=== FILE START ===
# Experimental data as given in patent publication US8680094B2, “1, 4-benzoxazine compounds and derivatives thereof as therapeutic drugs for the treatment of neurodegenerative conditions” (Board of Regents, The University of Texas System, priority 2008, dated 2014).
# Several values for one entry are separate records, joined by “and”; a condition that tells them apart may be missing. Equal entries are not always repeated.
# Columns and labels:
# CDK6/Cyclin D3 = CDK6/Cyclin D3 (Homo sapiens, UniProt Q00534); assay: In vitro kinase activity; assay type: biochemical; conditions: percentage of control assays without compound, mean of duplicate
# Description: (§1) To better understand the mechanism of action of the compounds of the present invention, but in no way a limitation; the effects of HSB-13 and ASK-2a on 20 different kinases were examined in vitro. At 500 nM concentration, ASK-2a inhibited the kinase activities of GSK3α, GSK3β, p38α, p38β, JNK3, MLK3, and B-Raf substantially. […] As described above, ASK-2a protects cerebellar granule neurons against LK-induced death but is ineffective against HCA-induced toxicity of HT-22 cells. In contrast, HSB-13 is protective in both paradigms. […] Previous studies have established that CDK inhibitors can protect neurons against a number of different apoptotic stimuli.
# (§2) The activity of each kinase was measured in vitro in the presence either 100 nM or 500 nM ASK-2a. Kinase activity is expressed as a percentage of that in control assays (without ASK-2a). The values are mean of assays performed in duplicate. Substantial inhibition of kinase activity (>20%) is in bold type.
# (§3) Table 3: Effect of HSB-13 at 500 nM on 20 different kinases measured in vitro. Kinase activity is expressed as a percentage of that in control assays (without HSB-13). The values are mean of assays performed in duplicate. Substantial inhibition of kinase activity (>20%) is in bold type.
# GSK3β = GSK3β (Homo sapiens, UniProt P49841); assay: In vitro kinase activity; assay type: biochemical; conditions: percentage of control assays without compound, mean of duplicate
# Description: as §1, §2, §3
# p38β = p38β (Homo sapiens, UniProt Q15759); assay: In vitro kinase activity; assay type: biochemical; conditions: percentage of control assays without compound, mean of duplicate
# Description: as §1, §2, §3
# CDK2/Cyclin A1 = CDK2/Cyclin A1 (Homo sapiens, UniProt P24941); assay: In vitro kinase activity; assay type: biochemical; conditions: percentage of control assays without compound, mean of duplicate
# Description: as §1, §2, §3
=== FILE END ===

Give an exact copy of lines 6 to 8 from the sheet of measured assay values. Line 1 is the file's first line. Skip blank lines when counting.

# (§2) The activity of each kinase was measured in vitro in the presence either 100 nM or 500 nM ASK-2a. Kinase activity is expressed as a percentage of that in control assays (without ASK-2a). The values are mean of assays performed in duplicate. Substantial inhibition of kinase activity (>20%) is in bold type.
# (§3) Table 3: Effect of HSB-13 at 500 nM on 20 different kinases measured in vitro. Kinase activity is expressed as a percentage of that in control assays (without HSB-13). The values are mean of assays performed in duplicate. Substantial inhibition of kinase activity (>20%) is in bold type.
# GSK3β = GSK3β (Homo sapiens, UniProt P49841); assay: In vitro kinase activity; assay type: biochemical; conditions: percentage of control assays without compound, mean of duplicate